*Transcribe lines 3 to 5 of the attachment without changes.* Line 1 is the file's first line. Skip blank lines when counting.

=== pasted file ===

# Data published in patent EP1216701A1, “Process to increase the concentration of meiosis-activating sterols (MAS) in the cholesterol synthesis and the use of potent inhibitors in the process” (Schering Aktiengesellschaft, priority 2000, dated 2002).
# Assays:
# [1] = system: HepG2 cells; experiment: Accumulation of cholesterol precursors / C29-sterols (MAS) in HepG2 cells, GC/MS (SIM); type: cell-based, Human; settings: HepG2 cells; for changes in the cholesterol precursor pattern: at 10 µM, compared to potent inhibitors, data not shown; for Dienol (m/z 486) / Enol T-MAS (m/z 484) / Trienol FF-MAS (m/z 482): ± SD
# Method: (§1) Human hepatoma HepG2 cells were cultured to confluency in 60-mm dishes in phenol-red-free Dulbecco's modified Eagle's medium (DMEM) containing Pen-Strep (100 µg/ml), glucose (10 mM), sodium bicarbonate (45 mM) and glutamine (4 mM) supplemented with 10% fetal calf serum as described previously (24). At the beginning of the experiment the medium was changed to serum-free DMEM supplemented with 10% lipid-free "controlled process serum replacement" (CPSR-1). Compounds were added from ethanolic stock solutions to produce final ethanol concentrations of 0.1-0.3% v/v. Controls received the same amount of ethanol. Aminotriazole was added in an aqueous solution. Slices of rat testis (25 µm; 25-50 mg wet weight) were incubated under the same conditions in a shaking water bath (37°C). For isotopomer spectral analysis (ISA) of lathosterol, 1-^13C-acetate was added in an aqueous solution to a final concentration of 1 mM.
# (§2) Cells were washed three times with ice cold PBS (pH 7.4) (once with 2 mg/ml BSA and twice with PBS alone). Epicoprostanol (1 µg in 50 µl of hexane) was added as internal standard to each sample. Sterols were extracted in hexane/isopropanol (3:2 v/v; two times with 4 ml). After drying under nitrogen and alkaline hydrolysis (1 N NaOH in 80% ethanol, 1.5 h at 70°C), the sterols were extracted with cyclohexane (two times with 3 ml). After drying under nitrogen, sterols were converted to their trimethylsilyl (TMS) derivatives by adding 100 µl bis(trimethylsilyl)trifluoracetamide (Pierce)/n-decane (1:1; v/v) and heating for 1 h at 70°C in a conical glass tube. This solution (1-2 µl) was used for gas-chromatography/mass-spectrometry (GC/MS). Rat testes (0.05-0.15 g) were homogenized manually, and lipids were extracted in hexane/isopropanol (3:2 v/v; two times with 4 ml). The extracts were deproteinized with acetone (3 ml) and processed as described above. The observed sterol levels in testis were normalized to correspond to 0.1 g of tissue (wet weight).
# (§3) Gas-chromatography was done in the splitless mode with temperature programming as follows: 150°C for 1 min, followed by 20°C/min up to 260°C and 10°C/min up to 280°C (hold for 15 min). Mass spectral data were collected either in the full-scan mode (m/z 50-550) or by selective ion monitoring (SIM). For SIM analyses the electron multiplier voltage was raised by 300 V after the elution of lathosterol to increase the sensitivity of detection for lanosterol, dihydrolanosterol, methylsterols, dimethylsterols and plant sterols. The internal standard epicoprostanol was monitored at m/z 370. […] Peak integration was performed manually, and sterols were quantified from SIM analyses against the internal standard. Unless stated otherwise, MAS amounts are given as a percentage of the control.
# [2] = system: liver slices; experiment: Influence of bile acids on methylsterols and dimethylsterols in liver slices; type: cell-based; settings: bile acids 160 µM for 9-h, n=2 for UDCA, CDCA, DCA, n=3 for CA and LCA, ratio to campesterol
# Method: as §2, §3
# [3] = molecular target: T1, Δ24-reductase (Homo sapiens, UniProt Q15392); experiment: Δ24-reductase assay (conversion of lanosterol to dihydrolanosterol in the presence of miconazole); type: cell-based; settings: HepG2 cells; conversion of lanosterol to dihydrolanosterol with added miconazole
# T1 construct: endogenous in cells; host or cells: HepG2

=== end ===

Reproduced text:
# [1] = system: HepG2 cells; experiment: Accumulation of cholesterol precursors / C29-sterols (MAS) in HepG2 cells, GC/MS (SIM); type: cell-based, Human; settings: HepG2 cells; for changes in the cholesterol precursor pattern: at 10 µM, compared to potent inhibitors, data not shown; for Dienol (m/z 486) / Enol T-MAS (m/z 484) / Trienol FF-MAS (m/z 482): ± SD
# Method: (§1) Human hepatoma HepG2 cells were cultured to confluency in 60-mm dishes in phenol-red-free Dulbecco's modified Eagle's medium (DMEM) containing Pen-Strep (100 µg/ml), glucose (10 mM), sodium bicarbonate (45 mM) and glutamine (4 mM) supplemented with 10% fetal calf serum as described previously (24). At the beginning of the experiment the medium was changed to serum-free DMEM supplemented with 10% lipid-free "controlled process serum replacement" (CPSR-1). Compounds were added from ethanolic stock solutions to produce final ethanol concentrations of 0.1-0.3% v/v. Controls received the same amount of ethanol. Aminotriazole was added in an aqueous solution. Slices of rat testis (25 µm; 25-50 mg wet weight) were incubated under the same conditions in a shaking water bath (37°C). For isotopomer spectral analysis (ISA) of lathosterol, 1-^13C-acetate was added in an aqueous solution to a final concentration of 1 mM.
# (§2) Cells were washed three times with ice cold PBS (pH 7.4) (once with 2 mg/ml BSA and twice with PBS alone). Epicoprostanol (1 µg in 50 µl of hexane) was added as internal standard to each sample. Sterols were extracted in hexane/isopropanol (3:2 v/v; two times with 4 ml). After drying under nitrogen and alkaline hydrolysis (1 N NaOH in 80% ethanol, 1.5 h at 70°C), the sterols were extracted with cyclohexane (two times with 3 ml). After drying under nitrogen, sterols were converted to their trimethylsilyl (TMS) derivatives by adding 100 µl bis(trimethylsilyl)trifluoracetamide (Pierce)/n-decane (1:1; v/v) and heating for 1 h at 70°C in a conical glass tube. This solution (1-2 µl) was used for gas-chromatography/mass-spectrometry (GC/MS). Rat testes (0.05-0.15 g) were homogenized manually, and lipids were extracted in hexane/isopropanol (3:2 v/v; two times with 4 ml). The extracts were deproteinized with acetone (3 ml) and processed as described above. The observed sterol levels in testis were normalized to correspond to 0.1 g of tissue (wet weight).